Financial fraud is a very real concern for fintechs and online investors. Rick Duncan, head of marketing at Wellesley, explains how to avoid it…
ERADICATING ONLINE fraud has been a central focus for fintech companies for many years, and Wellesley is no exception. With the launch of its new investment platform and listed bond offerings, the former peer-to-peer lender is speaking out to educate retail investors on how they can manage their money online without becoming a target for fraudsters.
“People shouldn’t be frightened of fraudsters, but they need to be diligent,” says Rick Duncan, head of marketing at Wellesley. “When walking into your bank branch you can be confident that you are speaking to the right person but online you need to be more vigilant and spend a little more time.
“We do everything we possibly can to keep our customers and everyone who searches for us as safe as possible,” adds Duncan. “At Wellesley, we understand that customers want reassurance and we believe in the education of our customers.”
Unfortunately, fraudsters are always finding new techniques to dupe people out of their money, and while Wellesley has its own fraud prevention measures in place, investors still need to exercise caution to avoid some of the most common online scams.
“It’s very easy to copy someone’s email address and to hide links within the message,”
Duncan warns. “If you have any doubt about a link in an email, hover over it to view the address.” Duncan also warns that fraudsters will often create email addresses that are extremely similar to the real thing. “Always double-check the address that appears after the @ symbol,” he adds.
“If it claims to be from a financial firm, check their website to find the standard format of their email address and compare it with what you have received.”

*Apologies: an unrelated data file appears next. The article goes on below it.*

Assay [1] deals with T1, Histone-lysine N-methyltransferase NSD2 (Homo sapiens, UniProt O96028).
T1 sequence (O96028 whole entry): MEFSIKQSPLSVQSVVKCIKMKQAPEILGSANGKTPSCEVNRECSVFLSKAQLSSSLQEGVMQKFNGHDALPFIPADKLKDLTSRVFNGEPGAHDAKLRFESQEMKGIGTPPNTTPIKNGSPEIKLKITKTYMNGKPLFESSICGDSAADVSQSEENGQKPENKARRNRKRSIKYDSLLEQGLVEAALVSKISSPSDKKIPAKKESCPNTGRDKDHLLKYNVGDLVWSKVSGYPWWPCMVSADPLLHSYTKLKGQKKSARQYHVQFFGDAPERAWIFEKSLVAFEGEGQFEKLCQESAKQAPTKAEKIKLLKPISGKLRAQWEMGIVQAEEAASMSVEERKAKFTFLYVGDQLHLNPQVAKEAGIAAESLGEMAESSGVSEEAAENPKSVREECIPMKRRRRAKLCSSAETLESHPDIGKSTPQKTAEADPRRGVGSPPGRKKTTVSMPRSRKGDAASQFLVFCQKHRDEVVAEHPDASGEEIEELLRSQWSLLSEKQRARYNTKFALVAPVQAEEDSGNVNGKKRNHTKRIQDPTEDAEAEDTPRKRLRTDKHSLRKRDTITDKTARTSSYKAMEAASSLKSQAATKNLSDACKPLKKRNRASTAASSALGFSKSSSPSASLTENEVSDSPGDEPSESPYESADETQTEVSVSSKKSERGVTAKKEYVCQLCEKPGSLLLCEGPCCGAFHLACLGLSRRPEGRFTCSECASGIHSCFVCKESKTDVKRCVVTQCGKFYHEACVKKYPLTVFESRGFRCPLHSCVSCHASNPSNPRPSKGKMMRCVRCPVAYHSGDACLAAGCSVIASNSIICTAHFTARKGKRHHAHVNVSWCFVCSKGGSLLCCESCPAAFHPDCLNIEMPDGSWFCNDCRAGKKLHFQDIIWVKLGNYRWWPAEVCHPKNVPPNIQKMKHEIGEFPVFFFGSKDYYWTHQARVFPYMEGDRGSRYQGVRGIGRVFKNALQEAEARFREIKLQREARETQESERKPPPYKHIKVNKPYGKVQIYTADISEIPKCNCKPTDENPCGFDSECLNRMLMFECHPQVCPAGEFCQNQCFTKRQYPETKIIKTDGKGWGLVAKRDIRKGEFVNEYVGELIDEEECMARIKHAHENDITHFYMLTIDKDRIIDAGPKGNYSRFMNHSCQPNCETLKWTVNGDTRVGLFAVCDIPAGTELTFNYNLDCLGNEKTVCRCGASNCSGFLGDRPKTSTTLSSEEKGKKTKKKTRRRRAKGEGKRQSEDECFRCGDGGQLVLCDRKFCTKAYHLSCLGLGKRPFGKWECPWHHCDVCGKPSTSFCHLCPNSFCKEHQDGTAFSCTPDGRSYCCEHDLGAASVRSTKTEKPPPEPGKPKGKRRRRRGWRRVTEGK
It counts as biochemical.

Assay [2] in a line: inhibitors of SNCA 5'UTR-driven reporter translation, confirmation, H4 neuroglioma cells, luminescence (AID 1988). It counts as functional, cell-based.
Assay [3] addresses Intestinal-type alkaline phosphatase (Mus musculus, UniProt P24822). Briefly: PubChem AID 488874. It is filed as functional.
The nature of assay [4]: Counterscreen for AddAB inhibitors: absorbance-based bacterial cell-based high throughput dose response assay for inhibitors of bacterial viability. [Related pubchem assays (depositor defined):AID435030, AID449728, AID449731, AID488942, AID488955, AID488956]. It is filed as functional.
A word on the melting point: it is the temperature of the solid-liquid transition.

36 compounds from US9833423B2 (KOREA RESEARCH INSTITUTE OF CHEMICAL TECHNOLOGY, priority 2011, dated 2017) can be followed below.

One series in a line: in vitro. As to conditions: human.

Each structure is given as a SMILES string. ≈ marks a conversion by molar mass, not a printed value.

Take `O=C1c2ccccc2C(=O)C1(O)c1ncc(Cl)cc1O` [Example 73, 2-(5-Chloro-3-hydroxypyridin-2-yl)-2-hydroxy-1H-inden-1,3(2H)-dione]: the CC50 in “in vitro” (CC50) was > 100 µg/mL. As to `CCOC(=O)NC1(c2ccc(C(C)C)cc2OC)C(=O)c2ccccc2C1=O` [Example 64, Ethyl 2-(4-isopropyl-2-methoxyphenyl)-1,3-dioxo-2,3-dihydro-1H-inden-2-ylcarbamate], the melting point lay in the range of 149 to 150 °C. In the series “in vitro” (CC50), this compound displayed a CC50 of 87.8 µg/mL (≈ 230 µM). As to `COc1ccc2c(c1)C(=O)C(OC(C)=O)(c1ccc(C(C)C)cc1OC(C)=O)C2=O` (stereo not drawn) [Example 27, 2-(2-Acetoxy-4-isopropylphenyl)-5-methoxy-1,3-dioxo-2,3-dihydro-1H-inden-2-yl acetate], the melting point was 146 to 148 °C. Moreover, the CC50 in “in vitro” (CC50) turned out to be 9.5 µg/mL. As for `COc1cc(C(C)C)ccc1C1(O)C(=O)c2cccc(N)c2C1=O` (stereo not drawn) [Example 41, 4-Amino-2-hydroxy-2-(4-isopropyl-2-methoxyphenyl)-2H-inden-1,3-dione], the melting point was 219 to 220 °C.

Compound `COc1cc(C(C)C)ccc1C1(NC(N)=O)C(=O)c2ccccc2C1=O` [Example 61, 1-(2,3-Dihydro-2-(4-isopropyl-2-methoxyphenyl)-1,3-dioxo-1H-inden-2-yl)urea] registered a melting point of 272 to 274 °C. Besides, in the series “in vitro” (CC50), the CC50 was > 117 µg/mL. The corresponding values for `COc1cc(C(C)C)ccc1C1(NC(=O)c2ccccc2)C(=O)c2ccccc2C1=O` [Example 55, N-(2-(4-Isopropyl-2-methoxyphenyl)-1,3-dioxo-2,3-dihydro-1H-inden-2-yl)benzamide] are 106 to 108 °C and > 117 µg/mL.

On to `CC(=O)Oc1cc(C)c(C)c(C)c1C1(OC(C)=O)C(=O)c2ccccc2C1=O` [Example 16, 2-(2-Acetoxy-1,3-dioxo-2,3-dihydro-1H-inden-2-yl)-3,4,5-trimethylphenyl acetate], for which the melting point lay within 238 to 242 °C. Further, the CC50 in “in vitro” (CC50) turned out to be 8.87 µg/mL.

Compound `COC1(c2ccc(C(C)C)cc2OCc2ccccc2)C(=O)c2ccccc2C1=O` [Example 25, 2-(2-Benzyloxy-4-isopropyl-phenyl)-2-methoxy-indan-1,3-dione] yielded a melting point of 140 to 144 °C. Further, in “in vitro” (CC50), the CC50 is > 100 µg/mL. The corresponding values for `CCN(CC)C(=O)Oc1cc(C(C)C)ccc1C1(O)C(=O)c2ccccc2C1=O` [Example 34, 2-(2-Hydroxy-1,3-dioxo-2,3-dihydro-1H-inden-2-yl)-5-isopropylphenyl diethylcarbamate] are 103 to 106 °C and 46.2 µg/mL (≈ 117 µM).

When browsing the internet or visiting the website of a financial company for the first time, Duncan urges people to always look for the padlock symbol on their browser. If there is no padlock, then you should not continue.
He also advises users to look carefully at the web address, as some scammers use very similar URLs to trick people into thinking that they are visiting a reputable site. For instance, a fraudster could set up a website that has the company name, but ends in org.com, rather than .com. This is easy to miss unless you are looking carefully.
Duncan adds that users should always be cautious in disclosing bank details, and to never offer your password to any company or person, other than to log into an existing account.
When you see a tempting advert about an investment opportunity, always do your research before clicking, Duncan says.
Check out the company’s website, reviews on Trustpilot and Companies House listings to ensure that it is genuine. Always check that the company is registered with the regulator by searching for them on the Financial Conduct Authority’s (FCA) website.
If you are buying an investment product, check that it is regulated by a recognised financial authority. All listed bonds have a prospectus which can be read online as part of their stock exchange listing, and if you are searching for a P2P product, make sure it is being offered by an FCA-registered company.
“Generally speaking, if you are contacted about something that seems too good to be true, it probably is,” says Duncan. “Remember, the higher the returns, the higher the risk. Fraud is still rare and if customers are diligent and take sufficient time, they should stay safe.”